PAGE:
Rogers and Bell visit the CRTC

   15 July 2009, early morning

The CRTC hearings that took place over the last week or so are fascinating to read about. Rogers did an embarrassingly bad job of presenting its point of view. On Monday, Rogers said, “It is the behaviour of the application, not the application itself that we are concerned with. If an application which could cure cancer acted in a certain way, it would be also be subject to traffic management.” Yes, Rogers testified they would throttle the cure for cancer. Bell didn’t fare much better yesterday, though there weren’t nearly as many bad sound bites. It did come out that they’ve cut monthly bandwidth caps by as much as 90% — some of their services now have a 2gb cap. And they throttle their traffic for 10 hours of the day. So you can pay for a 5mb connection and get a 80*kb* connection 1/3 of the time. (An 80kb connection is slightly faster than a modem.) What a deal! I really don’t understand how Bell can avoid hemorrhaging customers. They also spent much of their time on the stand avoiding questions or lying. Sadly, I think the CRTC is firmly in their pockets. The transcripts end with this comment from the chairmen to Bell: “I do not think we are very far apart. Thank you very much, we spent more time with you, but you did start the whole thing.”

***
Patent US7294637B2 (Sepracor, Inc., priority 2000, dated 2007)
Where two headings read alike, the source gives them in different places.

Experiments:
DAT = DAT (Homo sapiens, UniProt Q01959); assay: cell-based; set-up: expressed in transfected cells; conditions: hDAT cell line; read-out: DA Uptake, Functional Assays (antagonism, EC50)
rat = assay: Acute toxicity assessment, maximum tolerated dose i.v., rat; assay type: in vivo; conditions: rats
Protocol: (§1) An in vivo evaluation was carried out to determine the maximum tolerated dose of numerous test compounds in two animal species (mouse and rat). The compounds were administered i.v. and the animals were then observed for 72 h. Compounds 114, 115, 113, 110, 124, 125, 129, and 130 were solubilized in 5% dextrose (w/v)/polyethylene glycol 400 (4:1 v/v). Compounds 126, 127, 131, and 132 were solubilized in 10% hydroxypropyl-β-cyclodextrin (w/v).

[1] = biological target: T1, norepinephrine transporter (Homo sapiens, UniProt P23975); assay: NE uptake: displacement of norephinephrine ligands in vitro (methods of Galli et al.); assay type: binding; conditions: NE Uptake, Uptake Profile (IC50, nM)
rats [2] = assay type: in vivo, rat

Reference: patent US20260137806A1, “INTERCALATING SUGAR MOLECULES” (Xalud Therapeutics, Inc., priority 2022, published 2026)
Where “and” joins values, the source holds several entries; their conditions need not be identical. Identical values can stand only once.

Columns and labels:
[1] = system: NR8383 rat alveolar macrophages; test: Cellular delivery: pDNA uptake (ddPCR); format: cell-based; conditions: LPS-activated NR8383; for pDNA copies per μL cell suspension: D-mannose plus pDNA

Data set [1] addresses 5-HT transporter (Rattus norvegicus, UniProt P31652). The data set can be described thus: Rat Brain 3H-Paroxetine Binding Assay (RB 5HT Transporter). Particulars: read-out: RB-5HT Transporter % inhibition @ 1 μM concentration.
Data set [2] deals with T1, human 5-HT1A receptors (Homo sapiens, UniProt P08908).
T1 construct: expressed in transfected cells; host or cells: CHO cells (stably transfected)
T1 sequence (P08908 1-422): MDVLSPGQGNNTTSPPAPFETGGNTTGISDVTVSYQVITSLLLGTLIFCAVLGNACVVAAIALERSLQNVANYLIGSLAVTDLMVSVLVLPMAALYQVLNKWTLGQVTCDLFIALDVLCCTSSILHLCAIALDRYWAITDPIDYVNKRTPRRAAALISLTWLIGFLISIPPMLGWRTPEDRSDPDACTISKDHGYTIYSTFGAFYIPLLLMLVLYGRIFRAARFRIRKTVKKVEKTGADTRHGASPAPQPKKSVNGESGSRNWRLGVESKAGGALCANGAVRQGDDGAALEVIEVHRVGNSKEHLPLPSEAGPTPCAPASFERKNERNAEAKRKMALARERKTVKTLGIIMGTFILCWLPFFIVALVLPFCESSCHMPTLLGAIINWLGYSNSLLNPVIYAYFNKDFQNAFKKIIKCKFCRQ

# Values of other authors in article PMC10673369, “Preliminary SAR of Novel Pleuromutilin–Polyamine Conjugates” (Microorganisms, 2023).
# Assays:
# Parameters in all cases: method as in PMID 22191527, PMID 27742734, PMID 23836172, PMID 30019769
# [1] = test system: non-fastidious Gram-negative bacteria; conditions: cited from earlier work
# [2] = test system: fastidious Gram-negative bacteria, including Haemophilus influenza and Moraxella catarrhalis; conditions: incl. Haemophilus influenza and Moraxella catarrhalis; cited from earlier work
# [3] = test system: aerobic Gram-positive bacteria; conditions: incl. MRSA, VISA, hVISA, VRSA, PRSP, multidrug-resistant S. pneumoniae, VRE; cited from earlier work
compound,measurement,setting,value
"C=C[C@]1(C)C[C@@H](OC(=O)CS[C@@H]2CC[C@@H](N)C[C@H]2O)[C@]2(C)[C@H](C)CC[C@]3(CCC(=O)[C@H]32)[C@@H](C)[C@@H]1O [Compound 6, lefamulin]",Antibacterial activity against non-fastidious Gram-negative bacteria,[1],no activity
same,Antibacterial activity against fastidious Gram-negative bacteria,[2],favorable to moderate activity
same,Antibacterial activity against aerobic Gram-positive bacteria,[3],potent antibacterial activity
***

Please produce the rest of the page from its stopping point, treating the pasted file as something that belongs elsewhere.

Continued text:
If you aren’t already with TekSavvy you should switch. Vote with your feet. Bell and Rogers don’t deserve your money. (Even though their customers are apparently very happy.) If you switch to TekSavvy you can also avoid Bell’s internet throttling completely by using ML/PPP. You’ll also get to talk to real people when you call them for support. Seriously.

 

Comments

  1. Yeah, Human Beings™ are a great feature, I’m so glad I use them now too

  2. Michael Geist’s recent blog post on these hearings sums things up for people who weren’t following along.

  3. The president of TekSavvy was on the panel at Toronto’s net neutrality town hall meeting. He seems like a really engaging, insightful fellow. He definitely owned the dialogue.

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